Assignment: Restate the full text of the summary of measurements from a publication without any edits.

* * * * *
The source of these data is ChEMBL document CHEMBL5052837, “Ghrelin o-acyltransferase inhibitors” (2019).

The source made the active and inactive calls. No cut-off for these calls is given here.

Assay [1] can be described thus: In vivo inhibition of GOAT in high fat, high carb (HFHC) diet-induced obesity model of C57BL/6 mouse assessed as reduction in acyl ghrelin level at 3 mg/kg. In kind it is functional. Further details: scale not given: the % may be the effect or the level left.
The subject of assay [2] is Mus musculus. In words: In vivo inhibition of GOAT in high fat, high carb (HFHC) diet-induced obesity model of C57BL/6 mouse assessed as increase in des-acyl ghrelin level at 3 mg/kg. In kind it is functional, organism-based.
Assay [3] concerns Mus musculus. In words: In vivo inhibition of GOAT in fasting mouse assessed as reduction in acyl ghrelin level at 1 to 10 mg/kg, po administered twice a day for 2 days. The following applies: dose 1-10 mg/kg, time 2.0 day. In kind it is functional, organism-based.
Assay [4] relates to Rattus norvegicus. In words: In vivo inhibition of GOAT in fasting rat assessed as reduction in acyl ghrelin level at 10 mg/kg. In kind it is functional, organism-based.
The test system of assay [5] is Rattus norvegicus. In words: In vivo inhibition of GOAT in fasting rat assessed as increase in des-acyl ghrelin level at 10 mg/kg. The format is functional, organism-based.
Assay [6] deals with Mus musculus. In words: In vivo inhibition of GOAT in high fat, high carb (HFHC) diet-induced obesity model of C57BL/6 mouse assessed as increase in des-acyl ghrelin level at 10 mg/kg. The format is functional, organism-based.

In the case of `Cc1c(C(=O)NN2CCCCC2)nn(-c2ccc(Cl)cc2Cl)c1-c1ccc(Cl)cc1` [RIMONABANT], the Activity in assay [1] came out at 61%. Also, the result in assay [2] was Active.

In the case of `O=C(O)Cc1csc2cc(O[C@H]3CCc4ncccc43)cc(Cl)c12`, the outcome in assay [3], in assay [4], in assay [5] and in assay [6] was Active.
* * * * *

The source of these data is ChEMBL document CHEMBL5052837, “Ghrelin o-acyltransferase inhibitors” (2019).

The source made the active and inactive calls. No cut-off for these calls is given here.

Assay [1] can be described thus: In vivo inhibition of GOAT in high fat, high carb (HFHC) diet-induced obesity model of C57BL/6 mouse assessed as reduction in acyl ghrelin level at 3 mg/kg. In kind it is functional. Further details: scale not given: the % may be the effect or the level left.
The subject of assay [2] is Mus musculus. In words: In vivo inhibition of GOAT in high fat, high carb (HFHC) diet-induced obesity model of C57BL/6 mouse assessed as increase in des-acyl ghrelin level at 3 mg/kg. In kind it is functional, organism-based.
Assay [3] concerns Mus musculus. In words: In vivo inhibition of GOAT in fasting mouse assessed as reduction in acyl ghrelin level at 1 to 10 mg/kg, po administered twice a day for 2 days. The following applies: dose 1-10 mg/kg, time 2.0 day. In kind it is functional, organism-based.
Assay [4] relates to Rattus norvegicus. In words: In vivo inhibition of GOAT in fasting rat assessed as reduction in acyl ghrelin level at 10 mg/kg. In kind it is functional, organism-based.
The test system of assay [5] is Rattus norvegicus. In words: In vivo inhibition of GOAT in fasting rat assessed as increase in des-acyl ghrelin level at 10 mg/kg. The format is functional, organism-based.
Assay [6] deals with Mus musculus. In words: In vivo inhibition of GOAT in high fat, high carb (HFHC) diet-induced obesity model of C57BL/6 mouse assessed as increase in des-acyl ghrelin level at 10 mg/kg. The format is functional, organism-based.

In the case of `Cc1c(C(=O)NN2CCCCC2)nn(-c2ccc(Cl)cc2Cl)c1-c1ccc(Cl)cc1` [RIMONABANT], the Activity in assay [1] came out at 61%. Also, the result in assay [2] was Active.

In the case of `O=C(O)Cc1csc2cc(O[C@H]3CCc4ncccc43)cc(Cl)c12`, the outcome in assay [3], in assay [4], in assay [5] and in assay [6] was Active.